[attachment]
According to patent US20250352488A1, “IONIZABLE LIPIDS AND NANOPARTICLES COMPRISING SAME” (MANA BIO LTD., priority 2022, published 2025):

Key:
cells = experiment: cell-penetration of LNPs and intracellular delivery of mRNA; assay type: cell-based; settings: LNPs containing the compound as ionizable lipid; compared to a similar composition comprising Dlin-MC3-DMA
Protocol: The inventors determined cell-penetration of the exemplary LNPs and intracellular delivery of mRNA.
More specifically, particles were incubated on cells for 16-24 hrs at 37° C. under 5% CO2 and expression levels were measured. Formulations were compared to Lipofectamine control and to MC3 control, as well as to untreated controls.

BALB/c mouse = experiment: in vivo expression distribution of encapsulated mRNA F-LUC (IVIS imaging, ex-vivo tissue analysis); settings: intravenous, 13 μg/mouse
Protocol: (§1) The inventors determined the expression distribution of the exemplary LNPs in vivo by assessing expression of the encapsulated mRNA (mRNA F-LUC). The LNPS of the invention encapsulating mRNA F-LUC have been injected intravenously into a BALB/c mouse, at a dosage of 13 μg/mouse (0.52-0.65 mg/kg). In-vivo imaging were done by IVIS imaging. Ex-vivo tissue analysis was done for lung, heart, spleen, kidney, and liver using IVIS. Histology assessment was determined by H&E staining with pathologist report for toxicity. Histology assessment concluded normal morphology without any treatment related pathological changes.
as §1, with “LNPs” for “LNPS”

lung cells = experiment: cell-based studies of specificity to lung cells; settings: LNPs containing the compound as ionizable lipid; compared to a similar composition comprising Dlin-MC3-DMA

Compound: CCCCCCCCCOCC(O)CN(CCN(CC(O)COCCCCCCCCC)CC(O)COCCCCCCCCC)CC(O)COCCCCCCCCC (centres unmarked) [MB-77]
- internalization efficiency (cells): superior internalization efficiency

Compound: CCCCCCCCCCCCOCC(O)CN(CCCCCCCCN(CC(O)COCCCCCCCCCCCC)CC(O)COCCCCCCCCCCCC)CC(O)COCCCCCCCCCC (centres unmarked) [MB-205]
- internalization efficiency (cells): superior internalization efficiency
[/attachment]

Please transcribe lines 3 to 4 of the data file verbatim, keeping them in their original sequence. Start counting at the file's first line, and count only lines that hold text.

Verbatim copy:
cells = experiment: cell-penetration of LNPs and intracellular delivery of mRNA; assay type: cell-based; settings: LNPs containing the compound as ionizable lipid; compared to a similar composition comprising Dlin-MC3-DMA
Protocol: The inventors determined cell-penetration of the exemplary LNPs and intracellular delivery of mRNA.